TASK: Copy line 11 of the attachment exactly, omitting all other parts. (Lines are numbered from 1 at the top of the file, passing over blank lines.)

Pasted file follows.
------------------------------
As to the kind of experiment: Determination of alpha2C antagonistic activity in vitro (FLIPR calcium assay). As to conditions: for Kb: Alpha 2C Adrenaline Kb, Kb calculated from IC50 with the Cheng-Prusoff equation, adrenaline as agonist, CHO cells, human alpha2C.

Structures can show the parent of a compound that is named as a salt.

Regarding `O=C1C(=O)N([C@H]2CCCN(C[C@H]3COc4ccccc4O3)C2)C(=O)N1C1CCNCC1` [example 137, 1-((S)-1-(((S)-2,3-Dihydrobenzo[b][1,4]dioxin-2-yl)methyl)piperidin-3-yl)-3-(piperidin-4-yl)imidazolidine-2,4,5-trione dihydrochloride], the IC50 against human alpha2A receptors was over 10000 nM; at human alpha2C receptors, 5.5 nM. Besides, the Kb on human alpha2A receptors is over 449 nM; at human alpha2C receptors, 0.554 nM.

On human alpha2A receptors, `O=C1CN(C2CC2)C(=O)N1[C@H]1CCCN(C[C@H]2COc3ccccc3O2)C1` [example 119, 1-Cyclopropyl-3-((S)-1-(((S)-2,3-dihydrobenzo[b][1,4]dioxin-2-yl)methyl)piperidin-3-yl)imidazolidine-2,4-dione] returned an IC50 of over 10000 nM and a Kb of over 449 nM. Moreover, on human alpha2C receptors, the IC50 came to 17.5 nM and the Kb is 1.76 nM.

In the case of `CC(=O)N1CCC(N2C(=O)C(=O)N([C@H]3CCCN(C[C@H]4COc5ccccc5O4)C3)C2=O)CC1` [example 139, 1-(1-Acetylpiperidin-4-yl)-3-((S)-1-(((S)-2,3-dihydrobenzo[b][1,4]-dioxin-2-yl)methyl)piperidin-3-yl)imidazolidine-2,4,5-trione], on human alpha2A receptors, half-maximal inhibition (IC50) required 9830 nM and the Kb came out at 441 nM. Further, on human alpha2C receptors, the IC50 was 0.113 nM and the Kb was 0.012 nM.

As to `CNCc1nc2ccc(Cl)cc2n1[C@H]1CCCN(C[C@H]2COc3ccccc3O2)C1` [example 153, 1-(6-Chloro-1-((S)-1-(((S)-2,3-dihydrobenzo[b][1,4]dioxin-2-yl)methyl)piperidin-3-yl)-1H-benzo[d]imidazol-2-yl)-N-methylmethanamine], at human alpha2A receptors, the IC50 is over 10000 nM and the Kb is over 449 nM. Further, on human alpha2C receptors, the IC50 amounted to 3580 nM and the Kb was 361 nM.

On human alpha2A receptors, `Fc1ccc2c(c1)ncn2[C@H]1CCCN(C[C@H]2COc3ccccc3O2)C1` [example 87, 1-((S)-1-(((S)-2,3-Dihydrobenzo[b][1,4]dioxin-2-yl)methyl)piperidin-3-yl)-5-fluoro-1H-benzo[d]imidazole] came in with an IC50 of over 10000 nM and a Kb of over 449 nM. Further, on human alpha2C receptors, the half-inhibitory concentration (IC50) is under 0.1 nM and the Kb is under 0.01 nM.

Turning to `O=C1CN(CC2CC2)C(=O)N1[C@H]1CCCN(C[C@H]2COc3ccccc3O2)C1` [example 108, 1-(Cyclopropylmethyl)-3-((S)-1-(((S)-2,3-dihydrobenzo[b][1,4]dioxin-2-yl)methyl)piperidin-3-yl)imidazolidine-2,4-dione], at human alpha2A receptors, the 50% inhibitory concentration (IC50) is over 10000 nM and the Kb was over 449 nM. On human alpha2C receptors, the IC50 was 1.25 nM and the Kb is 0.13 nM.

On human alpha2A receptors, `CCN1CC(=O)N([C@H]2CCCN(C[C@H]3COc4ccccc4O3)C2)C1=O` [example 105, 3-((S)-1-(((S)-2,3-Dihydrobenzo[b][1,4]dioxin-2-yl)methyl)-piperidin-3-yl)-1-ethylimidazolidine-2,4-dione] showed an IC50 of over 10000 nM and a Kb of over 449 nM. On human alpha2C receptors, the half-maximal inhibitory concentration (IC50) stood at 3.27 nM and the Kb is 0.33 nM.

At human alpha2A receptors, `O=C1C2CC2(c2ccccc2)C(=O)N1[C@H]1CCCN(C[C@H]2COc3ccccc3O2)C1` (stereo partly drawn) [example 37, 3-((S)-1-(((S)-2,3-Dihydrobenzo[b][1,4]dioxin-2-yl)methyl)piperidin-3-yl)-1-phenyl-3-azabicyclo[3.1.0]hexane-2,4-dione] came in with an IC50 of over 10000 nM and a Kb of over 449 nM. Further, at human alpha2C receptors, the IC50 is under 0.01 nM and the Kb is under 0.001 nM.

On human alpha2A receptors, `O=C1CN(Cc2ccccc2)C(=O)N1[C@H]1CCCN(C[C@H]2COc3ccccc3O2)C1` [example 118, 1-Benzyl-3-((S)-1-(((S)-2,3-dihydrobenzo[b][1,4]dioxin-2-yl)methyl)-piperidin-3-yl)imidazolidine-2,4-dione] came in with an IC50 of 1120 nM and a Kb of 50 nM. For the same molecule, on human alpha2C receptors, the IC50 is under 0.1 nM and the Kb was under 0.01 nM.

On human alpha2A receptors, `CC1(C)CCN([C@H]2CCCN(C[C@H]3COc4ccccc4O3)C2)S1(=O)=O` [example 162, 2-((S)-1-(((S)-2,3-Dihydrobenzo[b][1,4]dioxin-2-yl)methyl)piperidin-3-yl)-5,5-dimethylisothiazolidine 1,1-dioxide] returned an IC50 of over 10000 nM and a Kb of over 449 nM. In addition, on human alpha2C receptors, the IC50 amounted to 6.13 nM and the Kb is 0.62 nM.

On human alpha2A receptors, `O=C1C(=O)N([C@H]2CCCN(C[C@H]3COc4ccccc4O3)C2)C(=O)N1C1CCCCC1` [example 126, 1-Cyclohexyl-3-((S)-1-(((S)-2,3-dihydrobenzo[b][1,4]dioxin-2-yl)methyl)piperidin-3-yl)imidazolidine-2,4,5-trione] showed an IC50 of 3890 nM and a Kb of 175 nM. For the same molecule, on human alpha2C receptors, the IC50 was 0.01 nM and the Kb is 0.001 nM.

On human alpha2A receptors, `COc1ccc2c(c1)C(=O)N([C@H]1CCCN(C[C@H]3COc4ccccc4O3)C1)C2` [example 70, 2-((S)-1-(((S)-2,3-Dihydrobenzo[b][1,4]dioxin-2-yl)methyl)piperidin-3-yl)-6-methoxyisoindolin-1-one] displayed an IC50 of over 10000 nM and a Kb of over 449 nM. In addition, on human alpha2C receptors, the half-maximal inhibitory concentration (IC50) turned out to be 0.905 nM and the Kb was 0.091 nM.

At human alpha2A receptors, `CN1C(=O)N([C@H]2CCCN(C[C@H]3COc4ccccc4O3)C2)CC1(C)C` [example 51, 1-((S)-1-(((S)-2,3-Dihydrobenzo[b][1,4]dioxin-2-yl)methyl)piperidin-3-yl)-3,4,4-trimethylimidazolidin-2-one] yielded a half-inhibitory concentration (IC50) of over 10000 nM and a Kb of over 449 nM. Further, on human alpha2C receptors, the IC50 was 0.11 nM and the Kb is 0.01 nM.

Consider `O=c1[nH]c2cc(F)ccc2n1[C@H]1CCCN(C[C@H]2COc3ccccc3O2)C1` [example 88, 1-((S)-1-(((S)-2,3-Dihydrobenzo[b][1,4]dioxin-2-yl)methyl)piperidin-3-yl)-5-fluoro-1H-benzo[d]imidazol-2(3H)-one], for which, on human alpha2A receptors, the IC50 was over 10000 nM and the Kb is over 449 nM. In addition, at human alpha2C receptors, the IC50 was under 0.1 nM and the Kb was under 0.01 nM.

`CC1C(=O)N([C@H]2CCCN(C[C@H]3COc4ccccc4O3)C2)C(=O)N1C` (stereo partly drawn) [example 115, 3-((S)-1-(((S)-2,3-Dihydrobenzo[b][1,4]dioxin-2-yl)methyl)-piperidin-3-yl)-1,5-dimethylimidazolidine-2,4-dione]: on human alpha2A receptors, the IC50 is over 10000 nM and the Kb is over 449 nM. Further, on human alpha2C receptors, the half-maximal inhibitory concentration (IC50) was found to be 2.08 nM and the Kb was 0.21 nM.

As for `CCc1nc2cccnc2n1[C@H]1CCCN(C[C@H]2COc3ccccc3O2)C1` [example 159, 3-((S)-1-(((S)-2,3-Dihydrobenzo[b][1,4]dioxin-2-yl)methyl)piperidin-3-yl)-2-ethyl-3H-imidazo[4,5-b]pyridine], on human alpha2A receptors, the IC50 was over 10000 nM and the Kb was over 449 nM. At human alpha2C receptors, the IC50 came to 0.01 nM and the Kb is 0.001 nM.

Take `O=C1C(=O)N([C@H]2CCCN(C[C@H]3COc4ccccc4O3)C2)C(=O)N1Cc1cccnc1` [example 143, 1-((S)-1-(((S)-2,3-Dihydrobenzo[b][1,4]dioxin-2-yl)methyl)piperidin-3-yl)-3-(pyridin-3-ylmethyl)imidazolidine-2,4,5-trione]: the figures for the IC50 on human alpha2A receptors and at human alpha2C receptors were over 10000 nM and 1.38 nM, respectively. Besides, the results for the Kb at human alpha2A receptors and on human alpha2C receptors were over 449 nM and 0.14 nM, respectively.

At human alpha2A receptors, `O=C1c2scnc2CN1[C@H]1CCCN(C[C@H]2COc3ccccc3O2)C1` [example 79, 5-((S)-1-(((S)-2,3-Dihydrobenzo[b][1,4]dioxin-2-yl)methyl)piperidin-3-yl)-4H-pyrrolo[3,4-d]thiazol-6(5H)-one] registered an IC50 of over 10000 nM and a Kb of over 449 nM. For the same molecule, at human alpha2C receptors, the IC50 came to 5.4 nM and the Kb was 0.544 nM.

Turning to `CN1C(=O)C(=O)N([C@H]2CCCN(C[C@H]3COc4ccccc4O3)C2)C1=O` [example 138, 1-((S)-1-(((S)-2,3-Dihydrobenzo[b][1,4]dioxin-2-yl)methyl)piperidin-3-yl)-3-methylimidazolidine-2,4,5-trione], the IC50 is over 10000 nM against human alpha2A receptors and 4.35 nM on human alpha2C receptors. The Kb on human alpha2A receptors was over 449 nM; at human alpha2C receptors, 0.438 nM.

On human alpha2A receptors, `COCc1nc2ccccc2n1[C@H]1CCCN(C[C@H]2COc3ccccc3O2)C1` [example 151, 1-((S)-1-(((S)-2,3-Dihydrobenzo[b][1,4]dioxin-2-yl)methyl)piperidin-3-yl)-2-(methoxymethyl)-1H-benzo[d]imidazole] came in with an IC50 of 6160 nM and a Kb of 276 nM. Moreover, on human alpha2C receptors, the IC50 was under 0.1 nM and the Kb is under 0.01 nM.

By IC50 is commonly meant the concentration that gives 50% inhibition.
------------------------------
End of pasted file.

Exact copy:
On human alpha2A receptors, `O=C1CN(Cc2ccccc2)C(=O)N1[C@H]1CCCN(C[C@H]2COc3ccccc3O2)C1` [example 118, 1-Benzyl-3-((S)-1-(((S)-2,3-dihydrobenzo[b][1,4]dioxin-2-yl)methyl)-piperidin-3-yl)imidazolidine-2,4-dione] came in with an IC50 of 1120 nM and a Kb of 50 nM. For the same molecule, on human alpha2C receptors, the IC50 is under 0.1 nM and the Kb was under 0.01 nM.